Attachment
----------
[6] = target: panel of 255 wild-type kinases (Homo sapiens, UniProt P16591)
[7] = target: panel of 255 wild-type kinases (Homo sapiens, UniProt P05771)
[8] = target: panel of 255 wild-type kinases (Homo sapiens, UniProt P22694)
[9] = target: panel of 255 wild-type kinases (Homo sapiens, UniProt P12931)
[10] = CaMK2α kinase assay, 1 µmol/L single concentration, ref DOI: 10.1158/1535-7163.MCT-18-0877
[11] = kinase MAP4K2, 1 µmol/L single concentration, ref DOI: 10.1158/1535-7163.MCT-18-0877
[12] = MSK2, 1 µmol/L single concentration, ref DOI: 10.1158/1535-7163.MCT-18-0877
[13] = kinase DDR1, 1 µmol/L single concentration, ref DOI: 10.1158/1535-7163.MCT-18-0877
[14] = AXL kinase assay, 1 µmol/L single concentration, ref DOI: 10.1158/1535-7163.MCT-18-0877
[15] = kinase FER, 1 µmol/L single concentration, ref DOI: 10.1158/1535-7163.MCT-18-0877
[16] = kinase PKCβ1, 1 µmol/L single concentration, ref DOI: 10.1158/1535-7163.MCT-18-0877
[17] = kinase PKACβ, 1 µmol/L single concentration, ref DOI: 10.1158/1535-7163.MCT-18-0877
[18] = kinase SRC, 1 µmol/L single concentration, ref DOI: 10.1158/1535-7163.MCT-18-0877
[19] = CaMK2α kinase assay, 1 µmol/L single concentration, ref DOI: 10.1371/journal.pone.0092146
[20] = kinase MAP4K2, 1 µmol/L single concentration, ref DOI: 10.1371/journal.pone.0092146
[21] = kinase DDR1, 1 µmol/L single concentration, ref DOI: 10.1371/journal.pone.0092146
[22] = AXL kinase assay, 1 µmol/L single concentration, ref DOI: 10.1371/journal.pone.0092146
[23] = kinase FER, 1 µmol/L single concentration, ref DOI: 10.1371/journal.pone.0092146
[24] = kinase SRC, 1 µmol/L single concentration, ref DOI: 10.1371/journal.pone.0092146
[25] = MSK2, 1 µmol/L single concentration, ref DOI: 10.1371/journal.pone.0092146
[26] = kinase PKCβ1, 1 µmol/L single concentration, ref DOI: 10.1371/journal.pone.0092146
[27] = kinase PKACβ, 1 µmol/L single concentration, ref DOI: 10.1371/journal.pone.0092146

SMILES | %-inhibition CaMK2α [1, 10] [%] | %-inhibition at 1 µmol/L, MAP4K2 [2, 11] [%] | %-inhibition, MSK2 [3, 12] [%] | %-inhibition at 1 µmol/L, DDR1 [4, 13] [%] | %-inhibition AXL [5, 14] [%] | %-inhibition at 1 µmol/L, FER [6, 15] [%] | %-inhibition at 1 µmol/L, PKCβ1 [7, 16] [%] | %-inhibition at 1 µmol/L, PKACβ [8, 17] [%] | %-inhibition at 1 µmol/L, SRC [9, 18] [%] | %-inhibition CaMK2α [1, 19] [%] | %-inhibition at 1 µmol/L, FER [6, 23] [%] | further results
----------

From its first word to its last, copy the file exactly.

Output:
[6] = target: panel of 255 wild-type kinases (Homo sapiens, UniProt P16591)
[7] = target: panel of 255 wild-type kinases (Homo sapiens, UniProt P05771)
[8] = target: panel of 255 wild-type kinases (Homo sapiens, UniProt P22694)
[9] = target: panel of 255 wild-type kinases (Homo sapiens, UniProt P12931)
[10] = CaMK2α kinase assay, 1 µmol/L single concentration, ref DOI: 10.1158/1535-7163.MCT-18-0877
[11] = kinase MAP4K2, 1 µmol/L single concentration, ref DOI: 10.1158/1535-7163.MCT-18-0877
[12] = MSK2, 1 µmol/L single concentration, ref DOI: 10.1158/1535-7163.MCT-18-0877
[13] = kinase DDR1, 1 µmol/L single concentration, ref DOI: 10.1158/1535-7163.MCT-18-0877
[14] = AXL kinase assay, 1 µmol/L single concentration, ref DOI: 10.1158/1535-7163.MCT-18-0877
[15] = kinase FER, 1 µmol/L single concentration, ref DOI: 10.1158/1535-7163.MCT-18-0877
[16] = kinase PKCβ1, 1 µmol/L single concentration, ref DOI: 10.1158/1535-7163.MCT-18-0877
[17] = kinase PKACβ, 1 µmol/L single concentration, ref DOI: 10.1158/1535-7163.MCT-18-0877
[18] = kinase SRC, 1 µmol/L single concentration, ref DOI: 10.1158/1535-7163.MCT-18-0877
[19] = CaMK2α kinase assay, 1 µmol/L single concentration, ref DOI: 10.1371/journal.pone.0092146
[20] = kinase MAP4K2, 1 µmol/L single concentration, ref DOI: 10.1371/journal.pone.0092146
[21] = kinase DDR1, 1 µmol/L single concentration, ref DOI: 10.1371/journal.pone.0092146
[22] = AXL kinase assay, 1 µmol/L single concentration, ref DOI: 10.1371/journal.pone.0092146
[23] = kinase FER, 1 µmol/L single concentration, ref DOI: 10.1371/journal.pone.0092146
[24] = kinase SRC, 1 µmol/L single concentration, ref DOI: 10.1371/journal.pone.0092146
[25] = MSK2, 1 µmol/L single concentration, ref DOI: 10.1371/journal.pone.0092146
[26] = kinase PKCβ1, 1 µmol/L single concentration, ref DOI: 10.1371/journal.pone.0092146
[27] = kinase PKACβ, 1 µmol/L single concentration, ref DOI: 10.1371/journal.pone.0092146

SMILES | %-inhibition CaMK2α [1, 10] [%] | %-inhibition at 1 µmol/L, MAP4K2 [2, 11] [%] | %-inhibition, MSK2 [3, 12] [%] | %-inhibition at 1 µmol/L, DDR1 [4, 13] [%] | %-inhibition AXL [5, 14] [%] | %-inhibition at 1 µmol/L, FER [6, 15] [%] | %-inhibition at 1 µmol/L, PKCβ1 [7, 16] [%] | %-inhibition at 1 µmol/L, PKACβ [8, 17] [%] | %-inhibition at 1 µmol/L, SRC [9, 18] [%] | %-inhibition CaMK2α [1, 19] [%] | %-inhibition at 1 µmol/L, FER [6, 23] [%] | further results